Regulators fined former Wells Fargo execs millions of dollars. Elizabeth Warren wants them to ‘face handcuffs.’

More than three years after her clash with the bank's CEO, Warren still isn't letting up the heat.

FILE - In this Jan. 19, 2020 file photo, Democratic presidential candidate Sen. Elizabeth Warren, D-Mass., speaks during a campaign event,  in Des Moines, Iowa. Warren is creating a team of religious leaders from a variety of backgrounds to serve as an interfaith council for her presidential campaign. Her new slate of 16 interfaith advisers includes a Baptist pastor from Boston as well as a rabbi for a Reform Jewish congregation in North Carolina and a sensei in the Zen Buddhist tradition. (AP Photo/Patrick Semansky, File)
Sen. Elizabeth Warren speaks during a campaign event last weekend in Des Moines, Iowa. –Patrick Semansky / AP

Federal regulators hit a handful of former Wells Fargo executives with multi-million-dollar fines this week for the bank’s massive fake account scandal. The penalties included a $17.5 million fine and lifetime ban from the banking industry for former CEO John Stumpf, and a $25 million fine for former retail banking head Carrie Tolstedt.

Sen. Elizabeth Warren says it’s not enough.

“Giant banks like Wells Fargo will only clean up their act when their executives know they’ll face handcuffs when they preside over massive fraud,” the Massachusetts senator, who famously lambasted Stumpf during a 2016 congressional hearing, said in a statement late Thursday night.

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“Tomorrow morning, former Wells Fargo CEO John Stumpf will wake up to his cushy retirement while the thousands of low-level branch employees who took the fall for him — and the hundreds of thousands of consumers who were cheated on his watch — continue to deal with the repercussions of his scams,” she added.

Wells Fargo fired more than 5,000 lower-level employees in 2016 for opening what was ultimately revealed to be more than 3.5 million fake — and sometimes fee-accruing — accounts under the names of unsuspecting customers, amid intense pressure to increase sales from their superiors at the San Francisco-based banking giant. Warren has argued that top-level executives at the company were complicit in creating the toxic culture that led to the scandal.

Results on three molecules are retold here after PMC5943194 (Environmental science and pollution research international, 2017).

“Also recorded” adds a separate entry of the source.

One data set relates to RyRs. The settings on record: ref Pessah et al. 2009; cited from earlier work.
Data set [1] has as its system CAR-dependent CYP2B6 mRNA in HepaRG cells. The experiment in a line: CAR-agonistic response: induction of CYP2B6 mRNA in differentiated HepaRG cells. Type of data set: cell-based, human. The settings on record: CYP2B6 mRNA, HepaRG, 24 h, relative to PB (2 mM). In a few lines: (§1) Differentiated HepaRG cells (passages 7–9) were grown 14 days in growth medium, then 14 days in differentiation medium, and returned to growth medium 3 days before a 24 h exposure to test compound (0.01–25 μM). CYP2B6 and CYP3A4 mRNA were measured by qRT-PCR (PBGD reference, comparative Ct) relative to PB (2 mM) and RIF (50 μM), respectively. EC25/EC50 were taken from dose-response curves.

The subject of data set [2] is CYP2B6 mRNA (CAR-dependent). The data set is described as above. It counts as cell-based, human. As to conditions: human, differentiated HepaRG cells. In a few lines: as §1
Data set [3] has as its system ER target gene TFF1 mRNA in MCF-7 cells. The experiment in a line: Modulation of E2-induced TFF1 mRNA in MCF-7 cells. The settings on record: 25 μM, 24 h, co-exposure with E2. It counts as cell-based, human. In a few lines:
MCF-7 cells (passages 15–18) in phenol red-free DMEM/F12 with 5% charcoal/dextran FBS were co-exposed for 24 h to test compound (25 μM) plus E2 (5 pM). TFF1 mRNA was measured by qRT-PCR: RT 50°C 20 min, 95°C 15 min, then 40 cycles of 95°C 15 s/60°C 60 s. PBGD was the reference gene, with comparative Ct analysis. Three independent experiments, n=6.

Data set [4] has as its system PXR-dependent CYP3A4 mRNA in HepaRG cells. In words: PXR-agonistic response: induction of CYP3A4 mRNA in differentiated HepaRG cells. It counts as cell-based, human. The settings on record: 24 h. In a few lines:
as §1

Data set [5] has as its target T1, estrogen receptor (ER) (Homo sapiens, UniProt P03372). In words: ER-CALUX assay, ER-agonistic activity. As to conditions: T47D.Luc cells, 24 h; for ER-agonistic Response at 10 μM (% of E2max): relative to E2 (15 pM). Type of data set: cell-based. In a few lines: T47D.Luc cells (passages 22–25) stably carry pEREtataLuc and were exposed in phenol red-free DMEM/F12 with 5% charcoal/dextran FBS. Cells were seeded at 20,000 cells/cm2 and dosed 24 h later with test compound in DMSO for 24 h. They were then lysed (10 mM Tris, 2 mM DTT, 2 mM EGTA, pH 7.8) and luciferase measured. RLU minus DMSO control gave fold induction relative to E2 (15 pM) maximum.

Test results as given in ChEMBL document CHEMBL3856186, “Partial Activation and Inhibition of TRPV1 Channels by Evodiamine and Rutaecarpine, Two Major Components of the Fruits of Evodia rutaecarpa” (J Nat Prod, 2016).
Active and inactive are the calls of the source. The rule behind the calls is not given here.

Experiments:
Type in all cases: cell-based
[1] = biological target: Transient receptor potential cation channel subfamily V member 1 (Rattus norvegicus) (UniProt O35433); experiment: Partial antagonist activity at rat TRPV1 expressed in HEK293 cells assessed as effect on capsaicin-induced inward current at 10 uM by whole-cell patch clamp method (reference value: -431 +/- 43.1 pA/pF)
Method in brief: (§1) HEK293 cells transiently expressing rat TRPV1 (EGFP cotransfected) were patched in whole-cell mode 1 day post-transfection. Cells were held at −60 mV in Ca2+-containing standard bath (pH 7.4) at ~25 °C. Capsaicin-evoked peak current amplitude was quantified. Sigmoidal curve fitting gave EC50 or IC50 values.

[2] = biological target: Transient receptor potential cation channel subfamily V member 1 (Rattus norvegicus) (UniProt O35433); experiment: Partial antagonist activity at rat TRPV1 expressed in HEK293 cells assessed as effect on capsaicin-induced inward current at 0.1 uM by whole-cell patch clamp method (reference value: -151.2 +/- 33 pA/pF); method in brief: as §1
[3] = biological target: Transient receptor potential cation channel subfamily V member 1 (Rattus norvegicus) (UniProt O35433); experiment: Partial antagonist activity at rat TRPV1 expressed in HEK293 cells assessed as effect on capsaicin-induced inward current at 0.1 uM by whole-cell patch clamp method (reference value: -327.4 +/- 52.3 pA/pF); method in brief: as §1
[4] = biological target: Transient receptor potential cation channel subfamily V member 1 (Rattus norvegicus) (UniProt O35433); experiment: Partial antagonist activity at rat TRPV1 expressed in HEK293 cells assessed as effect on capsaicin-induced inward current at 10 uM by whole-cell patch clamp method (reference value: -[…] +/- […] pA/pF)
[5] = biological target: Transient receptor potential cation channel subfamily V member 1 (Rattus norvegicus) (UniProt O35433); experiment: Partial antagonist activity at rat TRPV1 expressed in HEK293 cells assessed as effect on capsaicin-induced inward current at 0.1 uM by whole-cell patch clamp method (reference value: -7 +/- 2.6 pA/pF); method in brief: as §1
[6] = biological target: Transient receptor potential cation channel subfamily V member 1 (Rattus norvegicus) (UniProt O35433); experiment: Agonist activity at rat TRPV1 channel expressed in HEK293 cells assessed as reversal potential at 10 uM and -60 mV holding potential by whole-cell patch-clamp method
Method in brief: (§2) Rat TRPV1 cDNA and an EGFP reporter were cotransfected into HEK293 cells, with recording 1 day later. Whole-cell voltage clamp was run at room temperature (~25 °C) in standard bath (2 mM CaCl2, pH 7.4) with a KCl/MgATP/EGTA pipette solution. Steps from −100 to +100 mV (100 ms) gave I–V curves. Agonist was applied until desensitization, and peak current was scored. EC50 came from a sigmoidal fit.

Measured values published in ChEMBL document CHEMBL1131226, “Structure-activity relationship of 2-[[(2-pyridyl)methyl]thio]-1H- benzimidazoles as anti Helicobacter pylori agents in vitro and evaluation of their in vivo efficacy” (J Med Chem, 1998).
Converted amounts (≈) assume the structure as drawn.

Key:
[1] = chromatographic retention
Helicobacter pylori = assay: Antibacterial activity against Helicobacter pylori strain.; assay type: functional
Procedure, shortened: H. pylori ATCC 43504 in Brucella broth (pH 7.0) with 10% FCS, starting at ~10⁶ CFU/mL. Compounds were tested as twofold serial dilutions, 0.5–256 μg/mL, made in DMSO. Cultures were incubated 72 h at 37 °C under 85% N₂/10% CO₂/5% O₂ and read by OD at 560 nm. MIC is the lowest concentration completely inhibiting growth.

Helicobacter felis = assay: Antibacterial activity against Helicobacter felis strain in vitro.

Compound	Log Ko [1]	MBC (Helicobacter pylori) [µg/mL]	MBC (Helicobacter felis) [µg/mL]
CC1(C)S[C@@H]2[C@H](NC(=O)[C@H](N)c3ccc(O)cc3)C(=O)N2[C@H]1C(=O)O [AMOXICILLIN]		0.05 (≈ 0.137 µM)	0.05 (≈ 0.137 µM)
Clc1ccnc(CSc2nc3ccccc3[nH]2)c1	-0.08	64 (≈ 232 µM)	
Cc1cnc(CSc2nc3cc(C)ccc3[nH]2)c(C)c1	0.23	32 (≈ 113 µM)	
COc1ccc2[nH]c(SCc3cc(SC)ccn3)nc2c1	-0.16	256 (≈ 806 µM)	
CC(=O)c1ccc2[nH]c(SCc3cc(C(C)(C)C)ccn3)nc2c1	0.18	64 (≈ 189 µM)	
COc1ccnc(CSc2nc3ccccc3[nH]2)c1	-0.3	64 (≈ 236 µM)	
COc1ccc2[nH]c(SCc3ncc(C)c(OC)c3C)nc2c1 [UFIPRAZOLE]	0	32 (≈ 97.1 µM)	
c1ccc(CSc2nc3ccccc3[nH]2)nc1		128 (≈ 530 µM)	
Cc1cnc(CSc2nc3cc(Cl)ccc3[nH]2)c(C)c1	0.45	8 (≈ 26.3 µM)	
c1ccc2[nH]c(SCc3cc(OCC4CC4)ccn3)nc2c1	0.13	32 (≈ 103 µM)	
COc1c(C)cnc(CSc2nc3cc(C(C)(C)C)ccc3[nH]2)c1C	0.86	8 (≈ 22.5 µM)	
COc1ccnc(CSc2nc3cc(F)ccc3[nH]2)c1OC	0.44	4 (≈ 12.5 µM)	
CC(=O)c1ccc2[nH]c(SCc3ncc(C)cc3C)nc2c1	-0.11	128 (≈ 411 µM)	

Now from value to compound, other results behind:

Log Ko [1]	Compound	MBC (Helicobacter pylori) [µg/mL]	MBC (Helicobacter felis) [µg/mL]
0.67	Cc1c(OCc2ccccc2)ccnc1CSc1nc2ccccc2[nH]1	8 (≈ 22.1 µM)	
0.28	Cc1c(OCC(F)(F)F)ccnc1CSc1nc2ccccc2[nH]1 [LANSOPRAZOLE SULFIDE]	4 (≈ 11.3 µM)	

The bank paid a record $100 million fine to the Consumer Financial Protection Bureau — the federal watchdog agency conceived and set up by Warren — and ultimately put most of the blame for the scandal on Stumpf and Tolstedt, both of whom left the company as the scandal was unfolding. And while Wells Fargo did claw back $41 million and $19 million, respectively, from Stumpf and Tolstedt, the rescinded pay amounted to just a fraction of their total compensation.

In addition to fining Stumpf and Tolstedt, the Office of the Comptroller of the Currency announced civil money penalties Thursday ranging from $500,000 to $5 million against five other former Wells Fargo executives.

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But given the amount of money bank executives earn, Warren has argued such penalties won’t be effectively dissuasive. Last April, the longtime Wall Street critic introduced legislation to hold executives of big corporations criminally liable if their companies commit crimes or commit violations that harm consumers. In the wake of the 2008 financial crisis, only one top banker went to prison.

“It’s not equal justice when a kid with an ounce of pot can get thrown in jail while a wealthy executive can walk away with a bonus after his company cheats millions of people,” Warren wrote in the Washington Post at the time. “Personal accountability is the only way to ensure that executives at corporations will think twice before ignoring the law.”

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